Ruth Jefford

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Ruth Martin Jefford
Born (1914-07-16)July 16, 1914
Des Moines, Iowa
Died January 9, 2007(2007-01-09) (aged 92)
Anchorage, Alaska
Known for Alaska's first female air taxi pilot
First licensed female instructor Merrill Field
Founding member Anchorage Symphony Orchestra
Spouse(s) Jim Hurst
Jack Jefford

Ruth Martin Jefford (July 16, 1914 – January 9, 2007) was an air taxi pilot in the U.S. state of Alaska, and the first woman licensed to be a flight instructor out of Merrill Field. Jefford was a violinist who became a co-founder of the Anchorage Symphony Orchestra. During World War II, she entertained at the United Service Organizations in Alaska, and transported medical supplies for the Red Cross Motor Corp. She was the first woman in Alaska to receive the Wright Brothers Master Pilot Award. She was inducted into the Alaska Women's Hall of Fame in 2009.

Early life[edit]

Ruth Martin was born July 16, 1914 in Des Moines, Iowa. Her mother arranged flying lessons for a 16-year-old Ruth when they lived in Lincoln, Nebraska, where she learned to solo in instructor Jim Hurst's Arrow Sport airplane. Fellow pilot Jack Jefford recruited Hurst for a job with the Civil Aeronautics Authority. Jack Jefford moved to Alaska in 1937.[1] Ruth married Hurst, and in 1941 the couple moved to Alaska, where he continued with the CAA.


When they moved to Alaska, the December 7, 1941 Attack on Pearl Harbor had just happened, and the United States had entered World War II. Early on, she met Lorene Harrison, at the time a choir director for a local church. Harrison, learning that Ruth was a violinist, involved her in the local United Service Organizations (USO) efforts to entertain the military. Harrison would go to serve on many cultural boards in the state, and have a room at the Alaska Center for the Performing Arts named after her.[2] Ruth became part of the Red Cross Motor Corps during the war, delivering medical supplies.[3] Ruth and Jim Hurst bought a 1941 Taylorcraft airplane and began International Air Taxi Service out of Merrill Field. In addition to carrying mail deliveries and transporting people, Ruth became the first female licensed flight instructor operating out of Merrill Field. The couple continued to be business partners, even after they divorced in 1961. In 1971, Ruth married Jack Jefford, and they formed the Valley Air Transport.[4]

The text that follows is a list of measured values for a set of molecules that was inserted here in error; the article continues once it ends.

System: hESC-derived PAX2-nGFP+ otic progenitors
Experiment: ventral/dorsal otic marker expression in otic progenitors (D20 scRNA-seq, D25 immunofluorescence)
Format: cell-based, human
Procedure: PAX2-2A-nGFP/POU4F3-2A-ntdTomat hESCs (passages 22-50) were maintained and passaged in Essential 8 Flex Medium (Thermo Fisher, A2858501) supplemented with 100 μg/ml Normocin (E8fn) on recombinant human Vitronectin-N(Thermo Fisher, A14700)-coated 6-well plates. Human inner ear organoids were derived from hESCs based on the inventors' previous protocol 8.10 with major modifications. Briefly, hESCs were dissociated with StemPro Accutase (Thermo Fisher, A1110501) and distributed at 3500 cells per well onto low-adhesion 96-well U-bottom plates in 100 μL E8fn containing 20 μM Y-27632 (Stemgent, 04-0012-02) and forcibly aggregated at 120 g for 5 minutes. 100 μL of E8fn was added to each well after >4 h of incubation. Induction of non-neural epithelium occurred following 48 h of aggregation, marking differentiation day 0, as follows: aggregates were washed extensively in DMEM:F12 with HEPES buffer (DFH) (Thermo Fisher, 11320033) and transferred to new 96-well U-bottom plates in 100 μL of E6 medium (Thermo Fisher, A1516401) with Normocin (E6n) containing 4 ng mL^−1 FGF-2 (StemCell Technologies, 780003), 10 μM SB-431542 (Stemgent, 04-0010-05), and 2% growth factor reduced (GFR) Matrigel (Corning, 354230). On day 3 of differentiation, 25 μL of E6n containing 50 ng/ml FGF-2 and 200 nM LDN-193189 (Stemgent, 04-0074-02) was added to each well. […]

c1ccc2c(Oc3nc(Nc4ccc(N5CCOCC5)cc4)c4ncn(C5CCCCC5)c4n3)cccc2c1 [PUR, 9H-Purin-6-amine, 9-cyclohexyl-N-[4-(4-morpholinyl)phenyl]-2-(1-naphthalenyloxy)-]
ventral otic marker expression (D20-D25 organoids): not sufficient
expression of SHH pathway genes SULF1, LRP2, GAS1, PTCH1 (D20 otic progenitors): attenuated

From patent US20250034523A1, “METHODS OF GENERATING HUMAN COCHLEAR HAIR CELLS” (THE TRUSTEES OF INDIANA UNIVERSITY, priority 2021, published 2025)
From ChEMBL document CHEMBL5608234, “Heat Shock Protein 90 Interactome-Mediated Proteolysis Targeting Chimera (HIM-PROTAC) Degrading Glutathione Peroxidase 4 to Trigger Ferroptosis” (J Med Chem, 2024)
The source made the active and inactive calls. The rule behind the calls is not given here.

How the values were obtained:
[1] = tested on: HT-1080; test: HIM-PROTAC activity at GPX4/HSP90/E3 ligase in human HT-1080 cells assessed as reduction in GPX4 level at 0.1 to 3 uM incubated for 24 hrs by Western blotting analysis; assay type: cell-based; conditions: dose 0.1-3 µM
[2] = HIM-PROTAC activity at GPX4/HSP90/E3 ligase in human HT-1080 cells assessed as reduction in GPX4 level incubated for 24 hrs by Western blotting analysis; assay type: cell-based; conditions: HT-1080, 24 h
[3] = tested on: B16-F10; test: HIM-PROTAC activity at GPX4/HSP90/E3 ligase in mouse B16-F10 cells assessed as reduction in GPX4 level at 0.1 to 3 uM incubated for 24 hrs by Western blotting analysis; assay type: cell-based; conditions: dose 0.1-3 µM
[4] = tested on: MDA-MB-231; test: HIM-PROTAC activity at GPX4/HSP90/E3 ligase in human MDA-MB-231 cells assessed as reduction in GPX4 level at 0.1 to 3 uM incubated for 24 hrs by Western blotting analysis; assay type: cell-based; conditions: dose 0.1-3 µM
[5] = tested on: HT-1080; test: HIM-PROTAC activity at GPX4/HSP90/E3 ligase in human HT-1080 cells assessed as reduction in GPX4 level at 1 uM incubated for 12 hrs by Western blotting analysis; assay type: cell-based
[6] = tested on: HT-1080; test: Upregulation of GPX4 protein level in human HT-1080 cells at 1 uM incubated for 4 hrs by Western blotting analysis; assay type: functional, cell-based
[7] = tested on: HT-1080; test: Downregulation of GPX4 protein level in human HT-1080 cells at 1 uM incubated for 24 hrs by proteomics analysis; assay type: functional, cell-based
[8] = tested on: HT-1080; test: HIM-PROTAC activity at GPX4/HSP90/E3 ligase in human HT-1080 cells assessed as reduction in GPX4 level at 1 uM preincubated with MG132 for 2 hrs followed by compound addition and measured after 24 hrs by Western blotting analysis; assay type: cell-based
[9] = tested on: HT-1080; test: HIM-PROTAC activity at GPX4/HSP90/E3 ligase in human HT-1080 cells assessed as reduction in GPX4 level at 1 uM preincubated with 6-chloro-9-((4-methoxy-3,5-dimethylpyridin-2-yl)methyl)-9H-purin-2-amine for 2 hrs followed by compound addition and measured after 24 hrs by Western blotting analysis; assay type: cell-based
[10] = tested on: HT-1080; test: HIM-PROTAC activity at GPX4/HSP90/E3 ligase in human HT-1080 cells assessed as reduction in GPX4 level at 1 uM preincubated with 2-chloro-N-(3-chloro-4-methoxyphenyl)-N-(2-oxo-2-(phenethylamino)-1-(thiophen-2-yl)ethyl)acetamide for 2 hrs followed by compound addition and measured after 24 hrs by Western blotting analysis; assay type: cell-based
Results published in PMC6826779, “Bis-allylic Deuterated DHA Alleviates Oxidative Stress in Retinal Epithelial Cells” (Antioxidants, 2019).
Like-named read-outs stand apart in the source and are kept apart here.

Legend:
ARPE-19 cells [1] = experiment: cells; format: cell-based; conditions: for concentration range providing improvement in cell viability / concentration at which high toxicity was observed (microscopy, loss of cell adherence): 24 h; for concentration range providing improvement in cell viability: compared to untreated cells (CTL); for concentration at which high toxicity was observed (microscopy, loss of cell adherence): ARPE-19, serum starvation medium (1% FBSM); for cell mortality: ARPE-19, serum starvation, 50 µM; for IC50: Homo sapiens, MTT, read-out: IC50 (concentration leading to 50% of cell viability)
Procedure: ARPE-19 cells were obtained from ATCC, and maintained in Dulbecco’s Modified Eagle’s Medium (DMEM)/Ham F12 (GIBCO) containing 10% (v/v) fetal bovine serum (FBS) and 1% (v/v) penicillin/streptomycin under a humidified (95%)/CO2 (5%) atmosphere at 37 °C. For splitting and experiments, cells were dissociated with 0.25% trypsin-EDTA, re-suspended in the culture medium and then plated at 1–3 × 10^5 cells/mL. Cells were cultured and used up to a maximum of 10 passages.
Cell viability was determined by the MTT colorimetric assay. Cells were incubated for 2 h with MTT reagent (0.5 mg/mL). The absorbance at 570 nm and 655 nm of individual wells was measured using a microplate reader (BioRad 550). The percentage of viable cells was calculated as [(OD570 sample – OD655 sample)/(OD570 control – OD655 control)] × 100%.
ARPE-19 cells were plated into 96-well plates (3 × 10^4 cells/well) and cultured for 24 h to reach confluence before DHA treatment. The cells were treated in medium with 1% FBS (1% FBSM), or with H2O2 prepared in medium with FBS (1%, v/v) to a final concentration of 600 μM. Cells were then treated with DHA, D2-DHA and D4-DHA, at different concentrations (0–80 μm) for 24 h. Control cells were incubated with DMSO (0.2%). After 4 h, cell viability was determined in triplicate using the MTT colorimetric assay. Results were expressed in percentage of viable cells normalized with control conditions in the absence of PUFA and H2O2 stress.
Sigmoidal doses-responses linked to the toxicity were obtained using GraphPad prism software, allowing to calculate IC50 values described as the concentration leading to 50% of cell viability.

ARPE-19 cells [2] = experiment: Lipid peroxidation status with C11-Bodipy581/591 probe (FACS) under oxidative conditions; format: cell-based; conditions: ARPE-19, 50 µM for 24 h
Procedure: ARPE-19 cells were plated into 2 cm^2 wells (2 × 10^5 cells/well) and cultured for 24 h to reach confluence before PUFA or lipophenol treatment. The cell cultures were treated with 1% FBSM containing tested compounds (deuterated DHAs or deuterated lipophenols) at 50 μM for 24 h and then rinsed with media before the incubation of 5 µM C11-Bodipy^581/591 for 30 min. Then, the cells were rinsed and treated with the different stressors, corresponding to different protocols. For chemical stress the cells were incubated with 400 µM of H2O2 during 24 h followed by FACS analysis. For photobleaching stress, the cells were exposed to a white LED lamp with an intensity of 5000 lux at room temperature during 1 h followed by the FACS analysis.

In the 1940s, Ruth was one of seven musicians who formed the Anchorage Symphony Orchestra. She spent the next 38 years as the symphony's concert master.


Ruth M. Jefford died on January 9, 2007, and was buried at Anchorage Memorial Park.[5] Jack Jefford died in 1979.[6]


Ruth Jefford received the Federal Aviation Administration's Wright Brothers Master Pilot Award in 2006, the first woman in Alaska to receive it. The award is granted to certified pilots in the United States who have been deemed to have practiced safe flight operations for 50 years or more.[7] As of July 2012, there were 38 male Alaskan pilots who received the award, but Jefford has remained the only woman in Alaska so honored.[8] She was inducted into the Alaska Women's Hall of Fame in 2009.[9]

In 2009, Jack and Ruth Jefford as a team were inducted into the Alaska Aviation Museum's Hall of Fame.[1]


  1. ^ a b "2009 Hall of Fame Inductee". Alaska Aviation Museum. Retrieved July 23, 2012. 
  2. ^ "Lorene Harrison". Alaska Women's Hall of Fame. Retrieved July 23, 2012. 
  3. ^ "'Volunteer for Red Cross Motor Corps' 1944 Poster". Olive-Drab. Retrieved July 23, 2012. 
  4. ^ Sumner, Sandi (2008). Women Pilots Of Alaska: 37 Interviews And Profiles. McFarland. pp. 29–34. ISBN 978-0-7864-1937-1. OCLC 57208761. 
  5. ^ Ruth M. Jefford at Find a Grave
  6. ^ Jack Jefford at Find a Grave
  7. ^ "Wright Brothers Master Pilot Award" (PDF). Federal Aviation Administration. Retrieved July 23, 2012. 
  8. ^ "Jefford's Wright Brothers Master Pilor Award". FAA. 
  9. ^ "Ruth Jefford". Alaska Women's Hall of Fame. Retrieved July 23, 2012.